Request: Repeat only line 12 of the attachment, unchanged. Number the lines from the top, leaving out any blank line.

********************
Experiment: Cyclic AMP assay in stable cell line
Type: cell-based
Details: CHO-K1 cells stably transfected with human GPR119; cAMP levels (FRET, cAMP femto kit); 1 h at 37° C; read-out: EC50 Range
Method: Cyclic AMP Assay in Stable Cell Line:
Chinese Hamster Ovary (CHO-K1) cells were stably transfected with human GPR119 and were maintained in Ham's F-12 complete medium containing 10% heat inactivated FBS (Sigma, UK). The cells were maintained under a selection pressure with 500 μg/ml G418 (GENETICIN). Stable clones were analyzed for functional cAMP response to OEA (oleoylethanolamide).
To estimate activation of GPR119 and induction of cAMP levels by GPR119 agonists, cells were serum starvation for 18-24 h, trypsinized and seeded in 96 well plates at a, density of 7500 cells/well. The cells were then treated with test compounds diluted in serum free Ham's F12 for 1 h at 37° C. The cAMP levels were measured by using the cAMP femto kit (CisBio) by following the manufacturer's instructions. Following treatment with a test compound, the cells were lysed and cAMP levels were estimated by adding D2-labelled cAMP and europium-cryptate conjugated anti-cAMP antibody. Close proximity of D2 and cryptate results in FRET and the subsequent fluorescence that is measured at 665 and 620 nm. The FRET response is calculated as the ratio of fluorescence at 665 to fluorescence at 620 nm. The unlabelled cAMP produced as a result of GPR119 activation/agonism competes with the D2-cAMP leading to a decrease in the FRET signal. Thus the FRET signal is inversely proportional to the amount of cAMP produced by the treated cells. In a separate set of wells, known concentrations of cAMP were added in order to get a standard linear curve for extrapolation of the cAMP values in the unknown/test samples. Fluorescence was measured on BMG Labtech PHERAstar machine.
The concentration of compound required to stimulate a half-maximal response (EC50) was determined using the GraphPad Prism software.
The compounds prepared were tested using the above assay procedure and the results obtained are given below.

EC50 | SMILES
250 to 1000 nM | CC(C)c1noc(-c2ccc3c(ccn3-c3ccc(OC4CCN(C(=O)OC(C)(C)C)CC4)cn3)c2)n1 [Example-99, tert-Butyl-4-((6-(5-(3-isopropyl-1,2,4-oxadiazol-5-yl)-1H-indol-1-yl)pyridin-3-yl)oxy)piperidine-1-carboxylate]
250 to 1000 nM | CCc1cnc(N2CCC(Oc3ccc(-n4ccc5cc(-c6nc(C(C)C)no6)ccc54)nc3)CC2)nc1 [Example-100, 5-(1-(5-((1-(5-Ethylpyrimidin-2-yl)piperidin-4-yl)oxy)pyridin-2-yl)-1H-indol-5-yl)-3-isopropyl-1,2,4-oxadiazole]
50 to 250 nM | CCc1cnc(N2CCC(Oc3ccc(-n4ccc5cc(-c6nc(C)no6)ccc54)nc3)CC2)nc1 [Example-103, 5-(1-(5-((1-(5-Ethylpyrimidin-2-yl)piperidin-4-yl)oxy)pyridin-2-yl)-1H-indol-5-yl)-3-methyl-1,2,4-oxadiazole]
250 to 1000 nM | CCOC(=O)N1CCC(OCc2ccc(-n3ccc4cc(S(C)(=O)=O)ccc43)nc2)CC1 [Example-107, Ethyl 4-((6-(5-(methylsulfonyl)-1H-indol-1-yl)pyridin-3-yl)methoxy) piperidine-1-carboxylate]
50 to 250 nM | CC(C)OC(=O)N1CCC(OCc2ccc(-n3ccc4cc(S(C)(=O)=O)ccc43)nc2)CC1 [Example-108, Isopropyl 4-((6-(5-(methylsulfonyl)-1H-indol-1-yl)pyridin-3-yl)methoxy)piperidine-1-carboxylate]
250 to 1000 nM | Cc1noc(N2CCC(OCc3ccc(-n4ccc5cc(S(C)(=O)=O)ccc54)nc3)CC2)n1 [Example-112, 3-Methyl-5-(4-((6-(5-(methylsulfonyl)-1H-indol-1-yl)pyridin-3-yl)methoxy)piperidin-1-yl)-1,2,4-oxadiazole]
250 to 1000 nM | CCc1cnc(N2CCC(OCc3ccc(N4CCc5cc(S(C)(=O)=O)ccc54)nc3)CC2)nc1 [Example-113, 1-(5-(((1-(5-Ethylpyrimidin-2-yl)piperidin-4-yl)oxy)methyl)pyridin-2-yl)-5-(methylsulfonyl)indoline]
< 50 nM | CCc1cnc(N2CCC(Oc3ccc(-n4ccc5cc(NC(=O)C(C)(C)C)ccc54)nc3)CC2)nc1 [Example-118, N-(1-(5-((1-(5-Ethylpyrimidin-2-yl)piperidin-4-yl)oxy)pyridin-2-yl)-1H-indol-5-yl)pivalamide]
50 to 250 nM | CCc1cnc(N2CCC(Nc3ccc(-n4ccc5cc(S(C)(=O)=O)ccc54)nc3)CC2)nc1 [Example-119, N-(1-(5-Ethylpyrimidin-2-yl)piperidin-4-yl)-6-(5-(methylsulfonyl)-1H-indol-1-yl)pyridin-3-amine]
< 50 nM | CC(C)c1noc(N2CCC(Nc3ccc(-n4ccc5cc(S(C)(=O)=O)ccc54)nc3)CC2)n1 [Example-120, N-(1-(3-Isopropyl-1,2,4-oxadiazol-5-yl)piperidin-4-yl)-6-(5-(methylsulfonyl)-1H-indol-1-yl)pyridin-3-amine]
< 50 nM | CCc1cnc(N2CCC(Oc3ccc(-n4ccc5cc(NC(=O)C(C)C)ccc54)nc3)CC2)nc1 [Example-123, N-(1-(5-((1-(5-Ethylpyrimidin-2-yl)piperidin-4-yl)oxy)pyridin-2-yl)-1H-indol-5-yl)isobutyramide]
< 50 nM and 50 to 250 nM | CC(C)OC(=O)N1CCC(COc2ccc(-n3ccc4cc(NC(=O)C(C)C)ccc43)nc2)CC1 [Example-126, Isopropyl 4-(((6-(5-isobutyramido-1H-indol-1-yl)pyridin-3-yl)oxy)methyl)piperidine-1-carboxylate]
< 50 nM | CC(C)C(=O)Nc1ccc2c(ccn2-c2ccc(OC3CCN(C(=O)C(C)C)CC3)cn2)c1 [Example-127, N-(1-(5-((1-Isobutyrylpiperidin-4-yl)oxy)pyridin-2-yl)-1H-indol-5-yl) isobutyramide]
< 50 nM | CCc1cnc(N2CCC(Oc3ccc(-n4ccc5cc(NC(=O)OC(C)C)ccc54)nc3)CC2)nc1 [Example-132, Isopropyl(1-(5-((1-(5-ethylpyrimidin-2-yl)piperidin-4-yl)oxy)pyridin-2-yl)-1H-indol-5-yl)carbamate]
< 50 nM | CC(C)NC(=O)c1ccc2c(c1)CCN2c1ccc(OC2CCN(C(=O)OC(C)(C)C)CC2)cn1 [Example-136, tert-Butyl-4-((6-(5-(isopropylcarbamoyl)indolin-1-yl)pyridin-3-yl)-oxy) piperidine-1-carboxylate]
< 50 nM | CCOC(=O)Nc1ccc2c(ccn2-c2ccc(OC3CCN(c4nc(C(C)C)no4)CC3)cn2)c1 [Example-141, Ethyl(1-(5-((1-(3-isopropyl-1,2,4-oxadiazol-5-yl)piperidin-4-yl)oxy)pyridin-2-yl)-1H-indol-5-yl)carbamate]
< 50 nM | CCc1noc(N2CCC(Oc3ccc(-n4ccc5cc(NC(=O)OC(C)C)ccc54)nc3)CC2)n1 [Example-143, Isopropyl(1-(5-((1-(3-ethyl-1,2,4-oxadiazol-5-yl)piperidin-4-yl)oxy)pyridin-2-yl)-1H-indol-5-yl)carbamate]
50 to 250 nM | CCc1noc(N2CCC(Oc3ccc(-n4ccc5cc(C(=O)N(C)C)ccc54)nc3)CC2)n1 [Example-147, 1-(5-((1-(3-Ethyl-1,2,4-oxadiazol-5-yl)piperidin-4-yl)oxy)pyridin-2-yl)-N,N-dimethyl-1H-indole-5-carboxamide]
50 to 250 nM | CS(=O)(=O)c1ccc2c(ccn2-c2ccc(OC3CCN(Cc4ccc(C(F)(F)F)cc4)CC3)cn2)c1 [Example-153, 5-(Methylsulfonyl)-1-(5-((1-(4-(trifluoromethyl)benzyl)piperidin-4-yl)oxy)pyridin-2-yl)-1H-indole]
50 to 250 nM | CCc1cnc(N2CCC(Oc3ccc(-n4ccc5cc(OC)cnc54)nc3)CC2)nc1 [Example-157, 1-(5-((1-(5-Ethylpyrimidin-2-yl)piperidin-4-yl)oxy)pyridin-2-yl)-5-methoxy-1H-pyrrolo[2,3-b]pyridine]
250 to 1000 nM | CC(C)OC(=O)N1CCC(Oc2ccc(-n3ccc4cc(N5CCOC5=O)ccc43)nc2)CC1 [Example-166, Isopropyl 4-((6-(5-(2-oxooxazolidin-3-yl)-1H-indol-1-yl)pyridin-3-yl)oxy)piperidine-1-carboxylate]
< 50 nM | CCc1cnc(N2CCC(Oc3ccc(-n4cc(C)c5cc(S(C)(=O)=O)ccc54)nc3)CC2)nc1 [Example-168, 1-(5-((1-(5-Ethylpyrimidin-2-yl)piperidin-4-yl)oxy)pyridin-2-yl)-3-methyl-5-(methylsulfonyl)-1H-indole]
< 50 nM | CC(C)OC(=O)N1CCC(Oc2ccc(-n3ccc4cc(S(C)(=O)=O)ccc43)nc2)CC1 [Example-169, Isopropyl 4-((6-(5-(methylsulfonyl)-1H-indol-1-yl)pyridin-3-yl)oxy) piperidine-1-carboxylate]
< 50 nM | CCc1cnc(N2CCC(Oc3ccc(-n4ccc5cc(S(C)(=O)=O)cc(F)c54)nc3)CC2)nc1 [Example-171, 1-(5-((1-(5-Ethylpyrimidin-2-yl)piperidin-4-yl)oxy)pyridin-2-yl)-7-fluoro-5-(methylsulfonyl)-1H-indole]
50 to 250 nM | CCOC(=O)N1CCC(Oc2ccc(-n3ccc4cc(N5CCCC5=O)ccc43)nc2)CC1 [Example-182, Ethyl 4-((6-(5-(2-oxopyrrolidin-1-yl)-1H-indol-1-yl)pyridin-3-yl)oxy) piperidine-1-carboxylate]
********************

50 to 250 nM | CCc1cnc(N2CCC(Oc3ccc(-n4ccc5cc(-c6nc(C)no6)ccc54)nc3)CC2)nc1 [Example-103, 5-(1-(5-((1-(5-Ethylpyrimidin-2-yl)piperidin-4-yl)oxy)pyridin-2-yl)-1H-indol-5-yl)-3-methyl-1,2,4-oxadiazole]